The function and survival of brain tissue depends on sufficient supplies of glucose and oxygen via the blood stream. Thus, the detection of brain glucose dynamics in real time is imperative for understanding brain energy utilization in healthy tissue, as well as in understanding adaptations that occur in neuropathologies or upon exposure to substances of abuse. The Sombers lab has developed a microbiosensor (Lugo-Morales et. al., Analytical Chemistry 2013) and combined it with fast scan cyclic voltammetry to simultaneously monitor the chemical dynamics associated with metabolic events and dopaminergic cell function in real time (dopamine, glucose, oxygen). The microbiosensor employs an enzyme to produce H2O2 in the presence of the co-substrates, glucose and oxygen. This H2O2 is detected voltammetrically, using a novel approach that provides unprecedented temporal and spatial resolution, as well as the ability to monitor multiple chemical species at one recording site. We are using this tool to investigate the relationship between dopaminergic function and the local supply of glucose and oxygen to the region.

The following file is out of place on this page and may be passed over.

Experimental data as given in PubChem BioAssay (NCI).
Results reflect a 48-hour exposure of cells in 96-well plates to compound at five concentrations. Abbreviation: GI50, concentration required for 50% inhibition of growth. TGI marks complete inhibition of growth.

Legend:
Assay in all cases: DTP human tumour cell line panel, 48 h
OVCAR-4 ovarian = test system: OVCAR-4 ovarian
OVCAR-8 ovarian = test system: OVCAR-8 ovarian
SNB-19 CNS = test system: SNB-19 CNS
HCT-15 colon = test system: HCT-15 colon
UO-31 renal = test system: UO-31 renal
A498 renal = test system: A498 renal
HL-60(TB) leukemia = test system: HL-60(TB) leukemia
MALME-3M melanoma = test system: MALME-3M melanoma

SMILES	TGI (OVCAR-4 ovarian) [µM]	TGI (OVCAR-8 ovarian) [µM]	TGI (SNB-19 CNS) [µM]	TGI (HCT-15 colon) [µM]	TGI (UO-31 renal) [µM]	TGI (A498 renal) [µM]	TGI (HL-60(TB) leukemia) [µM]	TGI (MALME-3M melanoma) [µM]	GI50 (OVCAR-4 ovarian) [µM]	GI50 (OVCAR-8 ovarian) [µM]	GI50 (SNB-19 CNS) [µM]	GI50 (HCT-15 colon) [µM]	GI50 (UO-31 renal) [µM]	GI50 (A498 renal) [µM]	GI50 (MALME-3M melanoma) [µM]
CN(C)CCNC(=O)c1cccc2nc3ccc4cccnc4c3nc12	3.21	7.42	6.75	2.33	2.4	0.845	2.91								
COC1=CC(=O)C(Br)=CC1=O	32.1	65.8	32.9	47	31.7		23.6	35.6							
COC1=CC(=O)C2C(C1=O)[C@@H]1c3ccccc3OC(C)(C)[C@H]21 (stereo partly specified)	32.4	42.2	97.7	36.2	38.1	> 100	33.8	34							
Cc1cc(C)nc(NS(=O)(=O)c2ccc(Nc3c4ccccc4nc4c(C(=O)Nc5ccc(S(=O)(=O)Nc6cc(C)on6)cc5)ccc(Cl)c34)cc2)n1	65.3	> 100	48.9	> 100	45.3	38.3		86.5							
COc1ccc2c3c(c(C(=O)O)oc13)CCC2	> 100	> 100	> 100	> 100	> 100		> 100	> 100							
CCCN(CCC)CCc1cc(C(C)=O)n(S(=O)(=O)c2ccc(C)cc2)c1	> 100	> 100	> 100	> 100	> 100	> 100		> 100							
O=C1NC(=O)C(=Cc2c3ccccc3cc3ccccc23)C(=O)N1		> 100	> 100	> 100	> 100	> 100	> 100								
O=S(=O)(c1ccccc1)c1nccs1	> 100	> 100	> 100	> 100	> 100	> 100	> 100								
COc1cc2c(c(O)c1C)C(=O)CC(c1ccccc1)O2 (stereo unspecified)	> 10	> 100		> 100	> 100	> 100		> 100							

Lugo-Morales L.Z., Loziuk P.L.*, Corder A.K.*, Toups J.V., Roberts J.G., McCaffrey K.A., Sombers L.A.Enzyme-Modified Carbon-Fiber Microelectrode for the Quantification of Dynamic Fluctuations of Nonelectroactive Analytes Using Fast-Scan Cyclic Voltammetry. Anal. Chem. 2013, 85: 8780-8786.
Figure 2 from Smith S.K., Lee C.A., Dausch M.E., Horman B.M., Patisaul H.B., McCarty G.S., Sombers L.A. Simultaneous Voltammetric Measurements of Glucose and Dopamine Demonstrate the Coupling of Glucose Availability with Increased Metabolic Demand in the Rat Striatum. ACS Chemical Neurosci., In press. DOI: 10.1021/acschemneuro.6b00363